I had posted some pictures here a few weeks ago last time I was there. I went again this weekend with the intention of trying some different techniques. I was only moderately successful. Last time, I froze the action with a high shutter speed, this time I decided I wanted to bring some motion into the shots by using a slow speed. I quickly settled on shutter speeds between 1/20 sec and 1/30 sec. Anything slower and there was too much camera shake (well I did it deliberately a couple of times but it's really hard to control).

Normally, you would pan with the moving target (the kayaker) but if you watch these guys, they tend to stay in the same position on the water. So the best technique is to hold still and use the slow shutter to capture moving water. Like I said, very hard to control and I didn't get a lot of successful images. Here are a few, though.

1/30 sec at f/18, ISO 200, 24-120VR lens set at 70mm. I love the water motion in this picture. I didn't really do anything to it in Photoshop, and it's just slightly cropped from the original.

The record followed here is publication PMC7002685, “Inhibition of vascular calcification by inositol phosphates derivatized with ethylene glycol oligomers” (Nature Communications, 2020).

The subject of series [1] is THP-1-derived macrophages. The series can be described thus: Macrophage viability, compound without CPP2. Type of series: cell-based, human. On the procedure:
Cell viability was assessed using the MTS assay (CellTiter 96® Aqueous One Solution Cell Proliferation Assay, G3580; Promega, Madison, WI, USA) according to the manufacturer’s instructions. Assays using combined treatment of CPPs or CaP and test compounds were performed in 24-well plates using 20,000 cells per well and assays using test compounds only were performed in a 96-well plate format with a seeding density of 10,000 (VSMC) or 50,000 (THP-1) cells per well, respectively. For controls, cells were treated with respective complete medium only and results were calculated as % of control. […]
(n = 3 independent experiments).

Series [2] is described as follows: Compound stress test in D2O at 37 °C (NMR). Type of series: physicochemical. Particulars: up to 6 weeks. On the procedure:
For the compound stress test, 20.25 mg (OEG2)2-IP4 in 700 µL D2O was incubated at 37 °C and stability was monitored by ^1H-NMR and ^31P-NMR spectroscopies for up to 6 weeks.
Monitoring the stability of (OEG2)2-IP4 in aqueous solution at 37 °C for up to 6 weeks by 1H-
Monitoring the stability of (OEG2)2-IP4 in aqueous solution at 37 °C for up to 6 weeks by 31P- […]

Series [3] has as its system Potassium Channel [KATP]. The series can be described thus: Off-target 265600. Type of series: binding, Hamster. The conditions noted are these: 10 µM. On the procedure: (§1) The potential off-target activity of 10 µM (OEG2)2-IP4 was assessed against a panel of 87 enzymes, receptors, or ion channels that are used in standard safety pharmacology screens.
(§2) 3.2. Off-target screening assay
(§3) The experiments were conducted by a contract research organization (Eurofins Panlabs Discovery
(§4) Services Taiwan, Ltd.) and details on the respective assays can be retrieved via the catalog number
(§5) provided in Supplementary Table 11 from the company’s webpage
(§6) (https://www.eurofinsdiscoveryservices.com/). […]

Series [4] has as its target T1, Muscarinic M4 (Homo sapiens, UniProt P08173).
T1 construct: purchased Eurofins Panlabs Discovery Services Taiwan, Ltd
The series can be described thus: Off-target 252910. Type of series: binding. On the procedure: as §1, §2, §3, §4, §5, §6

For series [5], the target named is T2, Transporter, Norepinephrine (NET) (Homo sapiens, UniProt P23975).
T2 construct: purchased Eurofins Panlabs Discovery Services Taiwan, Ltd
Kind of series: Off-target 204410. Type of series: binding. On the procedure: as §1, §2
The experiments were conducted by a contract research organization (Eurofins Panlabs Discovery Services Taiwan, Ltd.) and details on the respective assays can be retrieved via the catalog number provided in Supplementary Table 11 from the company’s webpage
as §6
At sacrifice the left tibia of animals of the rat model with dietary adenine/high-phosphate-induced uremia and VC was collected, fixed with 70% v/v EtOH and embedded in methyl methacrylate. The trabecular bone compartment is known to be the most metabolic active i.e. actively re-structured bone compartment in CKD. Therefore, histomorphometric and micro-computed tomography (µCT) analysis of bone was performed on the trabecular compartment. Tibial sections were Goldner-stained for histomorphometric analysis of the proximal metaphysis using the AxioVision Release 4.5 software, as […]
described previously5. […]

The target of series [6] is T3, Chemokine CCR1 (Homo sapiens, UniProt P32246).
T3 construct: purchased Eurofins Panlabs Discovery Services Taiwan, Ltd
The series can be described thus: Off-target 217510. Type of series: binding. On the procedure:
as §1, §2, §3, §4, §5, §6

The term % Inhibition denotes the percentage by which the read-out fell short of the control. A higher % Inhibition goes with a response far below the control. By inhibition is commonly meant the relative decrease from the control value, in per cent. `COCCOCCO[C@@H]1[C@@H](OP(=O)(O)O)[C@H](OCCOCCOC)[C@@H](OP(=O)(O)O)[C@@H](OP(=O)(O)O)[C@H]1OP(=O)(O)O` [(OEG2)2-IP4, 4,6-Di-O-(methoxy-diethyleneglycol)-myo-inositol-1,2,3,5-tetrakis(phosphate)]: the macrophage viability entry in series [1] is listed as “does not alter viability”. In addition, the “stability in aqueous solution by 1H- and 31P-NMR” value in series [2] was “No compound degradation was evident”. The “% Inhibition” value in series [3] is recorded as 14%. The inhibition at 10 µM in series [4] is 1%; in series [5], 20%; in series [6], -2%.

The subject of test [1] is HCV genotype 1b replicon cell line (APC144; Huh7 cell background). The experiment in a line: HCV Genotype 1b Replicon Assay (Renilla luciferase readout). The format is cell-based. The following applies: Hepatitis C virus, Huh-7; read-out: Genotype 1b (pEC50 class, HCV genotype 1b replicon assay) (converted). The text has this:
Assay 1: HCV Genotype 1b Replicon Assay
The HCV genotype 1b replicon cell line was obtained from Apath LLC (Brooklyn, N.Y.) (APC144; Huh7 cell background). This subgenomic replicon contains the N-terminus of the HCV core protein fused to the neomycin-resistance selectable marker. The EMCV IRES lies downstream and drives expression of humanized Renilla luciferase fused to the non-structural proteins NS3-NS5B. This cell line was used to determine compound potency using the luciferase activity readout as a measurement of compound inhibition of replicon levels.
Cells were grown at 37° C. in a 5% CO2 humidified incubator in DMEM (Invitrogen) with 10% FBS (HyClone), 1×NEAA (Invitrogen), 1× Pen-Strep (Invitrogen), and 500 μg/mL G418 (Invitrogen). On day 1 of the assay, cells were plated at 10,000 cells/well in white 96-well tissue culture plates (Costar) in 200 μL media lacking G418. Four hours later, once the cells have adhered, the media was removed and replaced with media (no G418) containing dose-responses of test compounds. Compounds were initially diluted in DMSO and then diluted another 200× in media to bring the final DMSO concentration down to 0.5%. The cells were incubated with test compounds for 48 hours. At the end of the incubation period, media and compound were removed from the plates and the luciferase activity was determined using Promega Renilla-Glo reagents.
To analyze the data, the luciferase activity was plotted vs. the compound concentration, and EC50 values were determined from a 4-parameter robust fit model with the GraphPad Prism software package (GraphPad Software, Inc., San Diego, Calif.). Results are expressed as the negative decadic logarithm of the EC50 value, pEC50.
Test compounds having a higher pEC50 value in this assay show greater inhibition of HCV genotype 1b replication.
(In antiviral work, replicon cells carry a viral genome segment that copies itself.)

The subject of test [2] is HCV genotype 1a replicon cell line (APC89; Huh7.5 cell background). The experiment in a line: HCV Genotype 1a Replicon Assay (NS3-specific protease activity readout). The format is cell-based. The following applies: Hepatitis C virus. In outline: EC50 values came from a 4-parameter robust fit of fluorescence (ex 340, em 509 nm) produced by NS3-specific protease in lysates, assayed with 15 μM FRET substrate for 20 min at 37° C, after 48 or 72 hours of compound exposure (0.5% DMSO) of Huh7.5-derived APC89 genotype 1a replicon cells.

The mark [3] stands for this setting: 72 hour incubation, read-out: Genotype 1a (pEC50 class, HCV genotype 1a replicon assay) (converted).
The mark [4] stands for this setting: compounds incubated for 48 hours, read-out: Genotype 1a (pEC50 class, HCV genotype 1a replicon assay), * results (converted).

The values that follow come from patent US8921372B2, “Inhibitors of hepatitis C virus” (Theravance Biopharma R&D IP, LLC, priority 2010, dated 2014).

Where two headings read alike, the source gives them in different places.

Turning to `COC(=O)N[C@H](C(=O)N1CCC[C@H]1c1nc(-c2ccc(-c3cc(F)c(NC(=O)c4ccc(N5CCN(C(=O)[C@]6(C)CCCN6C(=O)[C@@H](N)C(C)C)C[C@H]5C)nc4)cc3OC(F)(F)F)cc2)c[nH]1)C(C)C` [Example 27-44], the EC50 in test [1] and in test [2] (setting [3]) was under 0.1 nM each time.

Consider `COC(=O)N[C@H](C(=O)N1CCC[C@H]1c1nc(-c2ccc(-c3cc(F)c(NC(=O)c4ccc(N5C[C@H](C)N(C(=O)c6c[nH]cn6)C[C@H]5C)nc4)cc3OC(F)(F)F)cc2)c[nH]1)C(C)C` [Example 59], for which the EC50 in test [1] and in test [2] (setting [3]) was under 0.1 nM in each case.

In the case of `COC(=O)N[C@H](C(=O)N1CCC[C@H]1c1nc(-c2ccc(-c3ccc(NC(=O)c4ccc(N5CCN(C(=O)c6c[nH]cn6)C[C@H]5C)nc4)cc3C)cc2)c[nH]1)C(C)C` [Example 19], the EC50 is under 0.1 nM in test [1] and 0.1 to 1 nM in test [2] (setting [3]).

Exactly the same exposure, zoomed in to 120mm, taken a few seconds later. I think you can see what I mean: he's holding the kayak in position, not moving. By the way, if you haven't figured it out, these guys generally point their boats upstream. I imagine they'll be facing the other way when they're racing next weekend, unless they're trying to get through some slalom gates.

Again, this is the same exposure but I moved the camera as I took the shot and got this abstract effect. Very hard to control.

Let me leave you with one image that I really like. I'm not sure exactly why... just the feeling in the image. I call the shot, "Together".

This couple was doing the same stuff that the little single kayakers were doing, but less aggressively. They then moved over to this calm spot, took the boat out and portaged it upstream so they could run the part of the river that I think is called the "Otter Slide". Go to my June Smugmug gallery to see them back enjoying the action after this quiet moment.

Tuesday, June 16, 2009

Quiet Month